The Tales of Arturo Vivante

Mary Kinzie, Selected by
Mary Kinzie, Selected by Sheep Meadow Press $15.95 (240p) ISBN 978-0-935296-91-4
Reviewed on: 12/01/1990
Release date: 12/01/1990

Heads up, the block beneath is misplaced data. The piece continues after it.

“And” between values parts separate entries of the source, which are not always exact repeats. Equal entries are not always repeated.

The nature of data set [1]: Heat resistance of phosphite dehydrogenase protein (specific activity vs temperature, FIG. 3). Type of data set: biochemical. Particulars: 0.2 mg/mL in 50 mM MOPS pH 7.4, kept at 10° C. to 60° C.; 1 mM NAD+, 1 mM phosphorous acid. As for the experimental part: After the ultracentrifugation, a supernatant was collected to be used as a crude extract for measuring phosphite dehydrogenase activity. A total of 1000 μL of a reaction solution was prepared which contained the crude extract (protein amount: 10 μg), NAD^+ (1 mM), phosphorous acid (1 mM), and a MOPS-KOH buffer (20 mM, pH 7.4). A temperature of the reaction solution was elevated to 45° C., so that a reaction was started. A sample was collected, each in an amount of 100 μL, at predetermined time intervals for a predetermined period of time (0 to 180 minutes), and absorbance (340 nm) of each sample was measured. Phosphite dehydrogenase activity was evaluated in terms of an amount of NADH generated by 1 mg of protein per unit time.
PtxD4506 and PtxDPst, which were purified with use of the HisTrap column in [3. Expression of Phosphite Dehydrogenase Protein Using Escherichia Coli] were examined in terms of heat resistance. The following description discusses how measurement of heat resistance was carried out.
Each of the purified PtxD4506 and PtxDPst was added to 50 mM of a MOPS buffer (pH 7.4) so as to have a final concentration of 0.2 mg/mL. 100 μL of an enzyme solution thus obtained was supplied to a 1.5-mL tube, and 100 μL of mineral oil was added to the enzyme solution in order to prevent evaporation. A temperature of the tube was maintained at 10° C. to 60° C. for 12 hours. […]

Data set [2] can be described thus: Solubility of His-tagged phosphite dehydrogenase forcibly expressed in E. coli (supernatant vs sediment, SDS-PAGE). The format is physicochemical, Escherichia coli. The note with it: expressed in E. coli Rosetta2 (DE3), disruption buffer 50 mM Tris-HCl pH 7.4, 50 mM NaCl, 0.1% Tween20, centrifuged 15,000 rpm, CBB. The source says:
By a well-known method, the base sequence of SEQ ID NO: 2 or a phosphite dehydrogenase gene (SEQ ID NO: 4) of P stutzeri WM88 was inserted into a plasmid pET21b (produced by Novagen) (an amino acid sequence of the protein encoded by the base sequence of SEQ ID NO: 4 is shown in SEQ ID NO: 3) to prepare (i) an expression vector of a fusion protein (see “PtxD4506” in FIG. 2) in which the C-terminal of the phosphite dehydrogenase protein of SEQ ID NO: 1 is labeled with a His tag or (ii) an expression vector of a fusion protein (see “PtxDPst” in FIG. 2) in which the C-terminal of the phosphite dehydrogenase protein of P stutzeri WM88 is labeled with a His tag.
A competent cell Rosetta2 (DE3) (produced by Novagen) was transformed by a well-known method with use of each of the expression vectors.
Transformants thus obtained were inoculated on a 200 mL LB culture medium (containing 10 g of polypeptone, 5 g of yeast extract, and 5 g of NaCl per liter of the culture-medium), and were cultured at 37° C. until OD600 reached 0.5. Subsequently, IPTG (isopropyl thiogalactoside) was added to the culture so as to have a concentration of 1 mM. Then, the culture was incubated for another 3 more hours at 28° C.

Although he immigrated to the U.S. in the 1950s and writes in English, Vivante ( Run to the Waterfall ) is sustained by his native Italy, as evidenced by these limpid tales, many published previously in the New Yorker . With their Tuscany-based philosopher-fathers and artist-mothers, the variously named protagonists and narrators from the different stories blend into one persona, apparently an alter ego for their creator, and, with insight and a sense of humor, suffer fascism and exile, economic hardships, broken hearts and deaths of loved ones. Minutely detailed descriptions recall Mediterranean smells, tastes and colors, luring readers into a sensuous experience. One narrator's father passionately raises fragrant, plump peaches ``as beautiful as flowers''; another wonders if his mother is in love with a lichenologist, who collects marvelous, natural lacework specimens of ``pale green and yellow . . . tenuous blue, silver, and almost white.'' A boy forges a secret friendship with a thirsty snake, supplying it with water until the ``fresh and insipid'' rain spills in torrents. In memory of his mother, a man buys up ceramic dishes that display landscapes ``done with colors that held meaning: the blue of distance, the green of freshness, the brown of earth.'' (Aug.)
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